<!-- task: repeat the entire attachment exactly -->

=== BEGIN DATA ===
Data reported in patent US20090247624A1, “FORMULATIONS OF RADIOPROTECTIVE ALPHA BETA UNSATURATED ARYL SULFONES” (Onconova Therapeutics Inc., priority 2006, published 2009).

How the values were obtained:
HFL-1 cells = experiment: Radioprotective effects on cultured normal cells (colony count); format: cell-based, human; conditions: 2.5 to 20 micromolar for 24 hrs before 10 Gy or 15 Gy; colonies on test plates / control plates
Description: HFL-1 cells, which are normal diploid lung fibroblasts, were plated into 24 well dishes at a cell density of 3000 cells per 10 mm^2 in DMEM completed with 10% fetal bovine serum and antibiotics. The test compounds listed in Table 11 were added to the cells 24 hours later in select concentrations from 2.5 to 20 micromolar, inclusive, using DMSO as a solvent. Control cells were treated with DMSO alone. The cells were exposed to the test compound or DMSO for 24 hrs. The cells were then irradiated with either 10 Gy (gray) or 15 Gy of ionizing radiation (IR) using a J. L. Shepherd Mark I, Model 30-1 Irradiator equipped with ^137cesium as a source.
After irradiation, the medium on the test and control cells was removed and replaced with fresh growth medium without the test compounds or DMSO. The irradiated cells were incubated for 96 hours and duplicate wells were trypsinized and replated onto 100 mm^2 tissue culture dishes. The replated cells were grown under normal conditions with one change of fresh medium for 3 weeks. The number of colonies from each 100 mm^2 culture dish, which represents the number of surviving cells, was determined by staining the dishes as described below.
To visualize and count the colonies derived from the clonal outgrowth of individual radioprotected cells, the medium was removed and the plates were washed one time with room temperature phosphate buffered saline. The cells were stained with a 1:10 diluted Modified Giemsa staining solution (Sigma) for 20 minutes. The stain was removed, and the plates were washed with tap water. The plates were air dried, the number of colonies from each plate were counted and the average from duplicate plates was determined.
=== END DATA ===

Data reported in patent US20090247624A1, “FORMULATIONS OF RADIOPROTECTIVE ALPHA BETA UNSATURATED ARYL SULFONES” (Onconova Therapeutics Inc., priority 2006, published 2009).

How the values were obtained:
HFL-1 cells = experiment: Radioprotective effects on cultured normal cells (colony count); format: cell-based, human; conditions: 2.5 to 20 micromolar for 24 hrs before 10 Gy or 15 Gy; colonies on test plates / control plates
Description: HFL-1 cells, which are normal diploid lung fibroblasts, were plated into 24 well dishes at a cell density of 3000 cells per 10 mm^2 in DMEM completed with 10% fetal bovine serum and antibiotics. The test compounds listed in Table 11 were added to the cells 24 hours later in select concentrations from 2.5 to 20 micromolar, inclusive, using DMSO as a solvent. Control cells were treated with DMSO alone. The cells were exposed to the test compound or DMSO for 24 hrs. The cells were then irradiated with either 10 Gy (gray) or 15 Gy of ionizing radiation (IR) using a J. L. Shepherd Mark I, Model 30-1 Irradiator equipped with ^137cesium as a source.
After irradiation, the medium on the test and control cells was removed and replaced with fresh growth medium without the test compounds or DMSO. The irradiated cells were incubated for 96 hours and duplicate wells were trypsinized and replated onto 100 mm^2 tissue culture dishes. The replated cells were grown under normal conditions with one change of fresh medium for 3 weeks. The number of colonies from each 100 mm^2 culture dish, which represents the number of surviving cells, was determined by staining the dishes as described below.
To visualize and count the colonies derived from the clonal outgrowth of individual radioprotected cells, the medium was removed and the plates were washed one time with room temperature phosphate buffered saline. The cells were stained with a 1:10 diluted Modified Giemsa staining solution (Sigma) for 20 minutes. The stain was removed, and the plates were washed with tap water. The plates were air dried, the number of colonies from each plate were counted and the average from duplicate plates was determined.